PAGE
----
Central Nervous System
The vertebrate central nervous system consists of the brain and spinal cord. These lie in the midline of the body and are protected by the skull and vertebrae respectively. (see Nervous System)
The central nervous system along with the peripheral nervous system comprise a primary division of controls that command all physical activities of a vertebrate. Neurons of the central nervous system affect consciousness and mental activity while spinal extensions of central nervous system neuron pathways affect skeletal muscles and organs in the body.
The Spinal Cord:
- The spinal cord originates in the brain at the inferior end of the medulla oblongata, exiting the skull via the foramen magnum. It is wrapped in three layers of membranes, called meninges.
- The spinal cord carries sensory signals and motor innervation to most of the skeletal muscles in the body. Just about every voluntary muscle in the body below the head depends on the spinal cord for control. Similarly, most cutaneous sensation below the neck is transmitted via the spinal cord. Most of the sympathetic pathways and the lower (i.e. non-vagal) parasympathetic pathways also go through the spinal cord.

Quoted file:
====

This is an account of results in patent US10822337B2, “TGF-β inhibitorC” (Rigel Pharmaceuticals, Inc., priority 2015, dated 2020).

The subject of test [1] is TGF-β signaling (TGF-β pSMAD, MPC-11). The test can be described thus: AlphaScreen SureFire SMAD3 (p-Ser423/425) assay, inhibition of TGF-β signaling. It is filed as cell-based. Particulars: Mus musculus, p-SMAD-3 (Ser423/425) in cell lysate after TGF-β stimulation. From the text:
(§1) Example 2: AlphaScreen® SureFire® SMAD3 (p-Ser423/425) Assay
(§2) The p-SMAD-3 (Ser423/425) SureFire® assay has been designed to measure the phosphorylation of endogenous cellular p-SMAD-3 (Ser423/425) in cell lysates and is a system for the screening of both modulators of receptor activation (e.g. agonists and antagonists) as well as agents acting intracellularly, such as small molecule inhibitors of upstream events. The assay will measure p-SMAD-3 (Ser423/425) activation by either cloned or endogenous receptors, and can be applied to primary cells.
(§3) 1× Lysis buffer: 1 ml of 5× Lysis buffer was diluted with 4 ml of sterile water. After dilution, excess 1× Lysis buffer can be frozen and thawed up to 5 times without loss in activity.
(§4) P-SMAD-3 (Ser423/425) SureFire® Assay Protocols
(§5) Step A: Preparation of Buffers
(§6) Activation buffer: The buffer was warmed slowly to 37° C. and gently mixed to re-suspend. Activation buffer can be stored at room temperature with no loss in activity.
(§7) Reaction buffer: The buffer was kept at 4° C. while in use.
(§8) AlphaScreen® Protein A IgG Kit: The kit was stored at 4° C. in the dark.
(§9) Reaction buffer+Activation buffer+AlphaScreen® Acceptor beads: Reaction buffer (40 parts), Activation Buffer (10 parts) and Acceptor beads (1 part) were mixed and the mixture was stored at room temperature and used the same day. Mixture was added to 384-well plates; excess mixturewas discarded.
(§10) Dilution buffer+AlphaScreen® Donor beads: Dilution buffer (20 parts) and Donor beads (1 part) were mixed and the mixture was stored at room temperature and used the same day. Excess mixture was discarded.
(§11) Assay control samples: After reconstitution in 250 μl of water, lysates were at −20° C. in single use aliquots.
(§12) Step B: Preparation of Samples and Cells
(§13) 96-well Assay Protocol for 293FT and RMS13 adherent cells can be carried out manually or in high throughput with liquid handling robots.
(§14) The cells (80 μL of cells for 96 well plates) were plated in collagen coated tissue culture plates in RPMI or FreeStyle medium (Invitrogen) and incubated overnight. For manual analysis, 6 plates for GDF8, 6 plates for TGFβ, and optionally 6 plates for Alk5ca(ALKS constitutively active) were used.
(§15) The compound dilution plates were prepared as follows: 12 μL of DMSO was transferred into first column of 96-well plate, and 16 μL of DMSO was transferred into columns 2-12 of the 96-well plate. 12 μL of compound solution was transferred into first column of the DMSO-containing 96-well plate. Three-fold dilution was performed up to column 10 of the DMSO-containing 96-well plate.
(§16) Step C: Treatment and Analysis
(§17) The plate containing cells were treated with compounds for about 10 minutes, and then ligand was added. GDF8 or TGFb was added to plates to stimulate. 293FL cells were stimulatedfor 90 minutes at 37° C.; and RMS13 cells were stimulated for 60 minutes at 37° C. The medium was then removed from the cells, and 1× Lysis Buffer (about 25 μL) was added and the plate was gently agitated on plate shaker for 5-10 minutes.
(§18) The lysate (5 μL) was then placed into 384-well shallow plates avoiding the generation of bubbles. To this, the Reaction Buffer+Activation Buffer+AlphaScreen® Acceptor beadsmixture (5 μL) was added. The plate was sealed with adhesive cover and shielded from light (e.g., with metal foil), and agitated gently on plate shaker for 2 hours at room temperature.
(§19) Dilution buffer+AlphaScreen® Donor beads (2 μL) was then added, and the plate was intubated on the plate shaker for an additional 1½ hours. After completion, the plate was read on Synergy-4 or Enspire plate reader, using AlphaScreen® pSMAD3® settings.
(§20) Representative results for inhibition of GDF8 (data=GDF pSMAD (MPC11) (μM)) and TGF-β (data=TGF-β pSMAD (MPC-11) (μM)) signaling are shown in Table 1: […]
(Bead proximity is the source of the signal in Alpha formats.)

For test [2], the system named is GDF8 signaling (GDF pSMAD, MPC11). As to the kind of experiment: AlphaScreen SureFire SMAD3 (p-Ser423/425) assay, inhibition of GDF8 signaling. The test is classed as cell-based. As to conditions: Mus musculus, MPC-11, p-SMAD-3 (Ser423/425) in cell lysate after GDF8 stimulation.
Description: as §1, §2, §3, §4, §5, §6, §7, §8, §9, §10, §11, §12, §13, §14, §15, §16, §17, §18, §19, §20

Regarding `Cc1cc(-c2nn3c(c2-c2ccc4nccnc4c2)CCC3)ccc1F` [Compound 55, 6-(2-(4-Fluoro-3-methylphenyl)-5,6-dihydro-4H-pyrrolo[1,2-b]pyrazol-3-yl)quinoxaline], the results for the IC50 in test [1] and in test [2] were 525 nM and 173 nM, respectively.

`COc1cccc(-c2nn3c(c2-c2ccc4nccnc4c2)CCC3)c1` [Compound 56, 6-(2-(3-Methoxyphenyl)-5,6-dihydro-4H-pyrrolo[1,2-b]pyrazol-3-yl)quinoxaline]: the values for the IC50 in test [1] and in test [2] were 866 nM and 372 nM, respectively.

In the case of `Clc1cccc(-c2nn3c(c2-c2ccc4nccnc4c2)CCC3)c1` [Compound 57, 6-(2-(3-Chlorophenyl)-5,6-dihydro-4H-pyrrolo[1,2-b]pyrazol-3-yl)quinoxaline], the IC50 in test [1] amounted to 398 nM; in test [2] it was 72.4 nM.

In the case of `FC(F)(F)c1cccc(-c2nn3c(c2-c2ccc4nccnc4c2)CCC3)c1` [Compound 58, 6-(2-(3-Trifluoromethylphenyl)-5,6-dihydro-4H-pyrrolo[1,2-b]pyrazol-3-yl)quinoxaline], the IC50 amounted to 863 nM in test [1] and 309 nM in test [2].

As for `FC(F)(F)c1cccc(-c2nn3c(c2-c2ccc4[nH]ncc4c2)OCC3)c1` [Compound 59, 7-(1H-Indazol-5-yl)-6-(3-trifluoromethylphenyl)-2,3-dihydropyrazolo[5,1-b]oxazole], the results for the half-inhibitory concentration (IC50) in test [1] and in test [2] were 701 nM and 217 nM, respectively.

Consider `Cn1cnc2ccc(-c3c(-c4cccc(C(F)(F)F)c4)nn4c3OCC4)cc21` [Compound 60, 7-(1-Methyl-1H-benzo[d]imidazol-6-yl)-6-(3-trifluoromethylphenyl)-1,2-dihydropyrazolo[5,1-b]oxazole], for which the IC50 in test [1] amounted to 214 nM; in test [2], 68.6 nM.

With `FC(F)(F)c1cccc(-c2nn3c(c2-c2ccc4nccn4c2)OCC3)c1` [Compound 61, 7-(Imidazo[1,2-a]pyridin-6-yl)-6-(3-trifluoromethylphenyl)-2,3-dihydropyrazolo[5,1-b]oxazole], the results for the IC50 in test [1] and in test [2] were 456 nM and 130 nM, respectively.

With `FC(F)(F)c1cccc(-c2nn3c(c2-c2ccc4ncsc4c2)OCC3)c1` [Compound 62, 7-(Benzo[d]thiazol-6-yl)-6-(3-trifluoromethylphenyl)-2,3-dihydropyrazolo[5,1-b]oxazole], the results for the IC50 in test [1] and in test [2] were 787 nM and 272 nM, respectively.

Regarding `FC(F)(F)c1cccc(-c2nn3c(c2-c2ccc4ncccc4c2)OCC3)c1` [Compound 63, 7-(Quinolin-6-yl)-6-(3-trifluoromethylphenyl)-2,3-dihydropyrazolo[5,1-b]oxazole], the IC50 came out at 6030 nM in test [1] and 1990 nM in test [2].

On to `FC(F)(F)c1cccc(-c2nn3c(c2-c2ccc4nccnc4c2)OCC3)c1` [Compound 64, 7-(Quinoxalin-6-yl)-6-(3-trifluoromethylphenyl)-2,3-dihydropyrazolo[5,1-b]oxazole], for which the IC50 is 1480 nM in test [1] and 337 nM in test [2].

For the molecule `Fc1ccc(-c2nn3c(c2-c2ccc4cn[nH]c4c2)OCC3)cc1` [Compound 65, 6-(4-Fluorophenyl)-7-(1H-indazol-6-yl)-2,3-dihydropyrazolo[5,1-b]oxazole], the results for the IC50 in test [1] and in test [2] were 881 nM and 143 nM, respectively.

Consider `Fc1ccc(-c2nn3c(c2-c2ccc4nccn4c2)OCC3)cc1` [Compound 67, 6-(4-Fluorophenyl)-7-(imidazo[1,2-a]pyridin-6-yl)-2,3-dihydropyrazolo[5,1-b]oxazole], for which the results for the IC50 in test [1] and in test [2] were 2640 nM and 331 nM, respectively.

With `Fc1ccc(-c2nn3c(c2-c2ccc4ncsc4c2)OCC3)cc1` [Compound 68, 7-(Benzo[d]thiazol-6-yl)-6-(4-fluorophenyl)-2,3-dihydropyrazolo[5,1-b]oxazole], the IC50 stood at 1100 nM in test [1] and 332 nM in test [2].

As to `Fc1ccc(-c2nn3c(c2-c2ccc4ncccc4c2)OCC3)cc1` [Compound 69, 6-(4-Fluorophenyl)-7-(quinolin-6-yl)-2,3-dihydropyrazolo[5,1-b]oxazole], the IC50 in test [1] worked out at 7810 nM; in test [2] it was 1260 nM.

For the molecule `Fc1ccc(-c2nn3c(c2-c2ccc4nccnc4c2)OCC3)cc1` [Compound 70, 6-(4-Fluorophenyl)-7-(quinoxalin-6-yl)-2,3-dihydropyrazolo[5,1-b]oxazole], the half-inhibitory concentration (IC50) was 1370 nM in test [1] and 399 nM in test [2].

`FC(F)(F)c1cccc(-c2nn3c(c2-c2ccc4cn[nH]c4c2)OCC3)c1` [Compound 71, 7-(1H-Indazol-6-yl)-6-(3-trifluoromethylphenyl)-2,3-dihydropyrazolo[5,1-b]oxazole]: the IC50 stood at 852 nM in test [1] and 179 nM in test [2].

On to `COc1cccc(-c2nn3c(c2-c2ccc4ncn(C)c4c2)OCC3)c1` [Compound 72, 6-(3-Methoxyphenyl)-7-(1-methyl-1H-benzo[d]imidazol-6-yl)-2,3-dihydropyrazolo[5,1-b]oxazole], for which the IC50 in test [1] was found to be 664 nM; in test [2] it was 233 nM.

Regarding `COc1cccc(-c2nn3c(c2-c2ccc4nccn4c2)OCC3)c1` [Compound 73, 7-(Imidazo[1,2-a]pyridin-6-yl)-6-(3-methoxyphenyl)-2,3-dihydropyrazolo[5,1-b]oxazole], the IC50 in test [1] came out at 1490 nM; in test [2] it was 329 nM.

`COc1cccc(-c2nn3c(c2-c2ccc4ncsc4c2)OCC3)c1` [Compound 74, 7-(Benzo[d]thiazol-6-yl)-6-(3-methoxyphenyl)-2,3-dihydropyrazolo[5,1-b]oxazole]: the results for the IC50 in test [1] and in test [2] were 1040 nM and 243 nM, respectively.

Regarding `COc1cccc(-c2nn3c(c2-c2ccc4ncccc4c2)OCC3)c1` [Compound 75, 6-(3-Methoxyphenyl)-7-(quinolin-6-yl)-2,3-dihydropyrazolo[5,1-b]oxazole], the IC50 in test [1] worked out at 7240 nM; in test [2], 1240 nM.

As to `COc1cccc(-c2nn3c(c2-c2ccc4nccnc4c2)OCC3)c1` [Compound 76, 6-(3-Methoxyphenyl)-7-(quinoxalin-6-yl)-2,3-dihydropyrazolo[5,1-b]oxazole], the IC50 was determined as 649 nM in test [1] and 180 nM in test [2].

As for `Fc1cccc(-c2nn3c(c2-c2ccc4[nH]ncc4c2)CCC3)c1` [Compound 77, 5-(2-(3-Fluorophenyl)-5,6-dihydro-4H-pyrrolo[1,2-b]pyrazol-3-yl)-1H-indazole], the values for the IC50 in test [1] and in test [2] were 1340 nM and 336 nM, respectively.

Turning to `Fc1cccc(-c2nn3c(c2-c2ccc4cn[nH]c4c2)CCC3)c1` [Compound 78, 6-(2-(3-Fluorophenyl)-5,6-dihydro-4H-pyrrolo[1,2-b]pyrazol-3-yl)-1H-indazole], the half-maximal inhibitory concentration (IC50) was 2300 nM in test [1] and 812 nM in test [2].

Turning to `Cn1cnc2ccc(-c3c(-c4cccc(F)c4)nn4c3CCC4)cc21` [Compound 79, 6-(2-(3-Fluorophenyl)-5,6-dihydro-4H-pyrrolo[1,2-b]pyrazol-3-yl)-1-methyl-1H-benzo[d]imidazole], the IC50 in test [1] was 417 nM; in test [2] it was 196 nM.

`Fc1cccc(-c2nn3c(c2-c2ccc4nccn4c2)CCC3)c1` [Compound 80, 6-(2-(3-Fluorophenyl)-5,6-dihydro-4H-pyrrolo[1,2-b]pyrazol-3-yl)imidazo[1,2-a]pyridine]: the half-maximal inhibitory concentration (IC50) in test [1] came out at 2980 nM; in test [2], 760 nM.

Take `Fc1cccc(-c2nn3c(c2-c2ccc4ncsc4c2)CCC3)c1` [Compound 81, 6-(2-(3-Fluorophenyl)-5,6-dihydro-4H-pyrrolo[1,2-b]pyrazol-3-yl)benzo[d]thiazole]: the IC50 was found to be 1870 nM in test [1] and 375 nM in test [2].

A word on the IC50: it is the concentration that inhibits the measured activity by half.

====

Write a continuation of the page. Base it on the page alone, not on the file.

- Damage to the spinal cord, called myelopathy, can result in paraplegia or quadriplegia, depending on the level within the spinal cord of the damage.
- The brain keeps the body in order. It helps to control all of the body systems and organs, keeping them working like they should. The brain also allows us to think, feel, remember and imagine. In general, the brain is what makes us behave as human beings.
The brain communicates with the rest of the body through the spinal cord and the nerves. They tell the brain what is going on in the body at all times. This system also gives instructions to all parts of the body about what to do and when to do it.
- The brain controls and coordinates most movement, behavior and homeostatic body functions such as heartbeat, blood pressure, fluid balance and body temperature. Functions of the brain are responsible for cognition, emotion, memory, motor learning and other sorts of learning.